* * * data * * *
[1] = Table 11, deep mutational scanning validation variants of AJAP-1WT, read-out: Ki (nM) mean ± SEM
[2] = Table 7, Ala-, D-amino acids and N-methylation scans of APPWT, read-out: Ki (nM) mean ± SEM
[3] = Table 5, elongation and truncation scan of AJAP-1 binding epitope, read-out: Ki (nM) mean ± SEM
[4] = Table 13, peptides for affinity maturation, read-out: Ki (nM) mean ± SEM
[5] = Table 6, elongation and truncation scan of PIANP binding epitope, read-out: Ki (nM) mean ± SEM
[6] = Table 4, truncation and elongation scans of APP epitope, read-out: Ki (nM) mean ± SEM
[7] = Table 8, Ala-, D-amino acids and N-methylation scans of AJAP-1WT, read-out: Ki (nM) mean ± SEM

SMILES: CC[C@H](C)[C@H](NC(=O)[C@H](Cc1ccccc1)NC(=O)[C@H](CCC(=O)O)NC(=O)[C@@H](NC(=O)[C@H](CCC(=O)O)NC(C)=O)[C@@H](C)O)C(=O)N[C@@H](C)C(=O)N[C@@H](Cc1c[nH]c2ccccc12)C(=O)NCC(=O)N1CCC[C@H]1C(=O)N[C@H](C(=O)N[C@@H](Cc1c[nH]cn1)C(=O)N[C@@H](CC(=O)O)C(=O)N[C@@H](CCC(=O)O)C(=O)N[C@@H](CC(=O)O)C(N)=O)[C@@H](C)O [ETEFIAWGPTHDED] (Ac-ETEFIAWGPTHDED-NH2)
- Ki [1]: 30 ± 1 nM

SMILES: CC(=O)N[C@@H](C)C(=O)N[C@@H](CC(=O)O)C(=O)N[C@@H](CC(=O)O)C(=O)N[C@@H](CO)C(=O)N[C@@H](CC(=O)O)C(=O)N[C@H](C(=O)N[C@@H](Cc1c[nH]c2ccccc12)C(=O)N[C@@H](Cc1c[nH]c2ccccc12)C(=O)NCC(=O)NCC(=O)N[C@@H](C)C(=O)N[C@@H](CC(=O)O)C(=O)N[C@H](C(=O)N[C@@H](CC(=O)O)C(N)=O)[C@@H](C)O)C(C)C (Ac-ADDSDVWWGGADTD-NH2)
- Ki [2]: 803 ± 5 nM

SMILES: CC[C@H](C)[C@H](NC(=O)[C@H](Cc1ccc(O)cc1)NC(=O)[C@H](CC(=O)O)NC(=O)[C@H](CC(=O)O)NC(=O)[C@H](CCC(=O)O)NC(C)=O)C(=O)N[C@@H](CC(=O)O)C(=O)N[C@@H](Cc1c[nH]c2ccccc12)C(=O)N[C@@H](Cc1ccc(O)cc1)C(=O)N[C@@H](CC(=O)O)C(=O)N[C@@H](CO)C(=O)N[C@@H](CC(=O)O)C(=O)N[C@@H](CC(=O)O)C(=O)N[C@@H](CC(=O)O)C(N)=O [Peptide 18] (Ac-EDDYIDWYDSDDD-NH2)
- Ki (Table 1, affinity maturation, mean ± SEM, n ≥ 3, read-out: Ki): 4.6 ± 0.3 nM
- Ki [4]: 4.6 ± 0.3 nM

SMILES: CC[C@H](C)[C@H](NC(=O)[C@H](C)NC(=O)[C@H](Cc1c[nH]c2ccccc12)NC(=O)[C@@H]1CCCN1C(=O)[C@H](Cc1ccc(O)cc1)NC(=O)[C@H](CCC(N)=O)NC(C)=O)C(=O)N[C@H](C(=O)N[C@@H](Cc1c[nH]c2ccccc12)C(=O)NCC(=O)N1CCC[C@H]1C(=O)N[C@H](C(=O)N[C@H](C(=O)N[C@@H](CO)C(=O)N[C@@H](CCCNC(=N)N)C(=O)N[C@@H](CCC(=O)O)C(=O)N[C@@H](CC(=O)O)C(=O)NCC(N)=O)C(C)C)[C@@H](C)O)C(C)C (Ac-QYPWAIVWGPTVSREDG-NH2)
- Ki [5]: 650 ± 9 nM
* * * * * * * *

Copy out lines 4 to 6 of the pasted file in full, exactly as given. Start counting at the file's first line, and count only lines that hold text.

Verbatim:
[4] = Table 13, peptides for affinity maturation, read-out: Ki (nM) mean ± SEM
[5] = Table 6, elongation and truncation scan of PIANP binding epitope, read-out: Ki (nM) mean ± SEM
[6] = Table 4, truncation and elongation scans of APP epitope, read-out: Ki (nM) mean ± SEM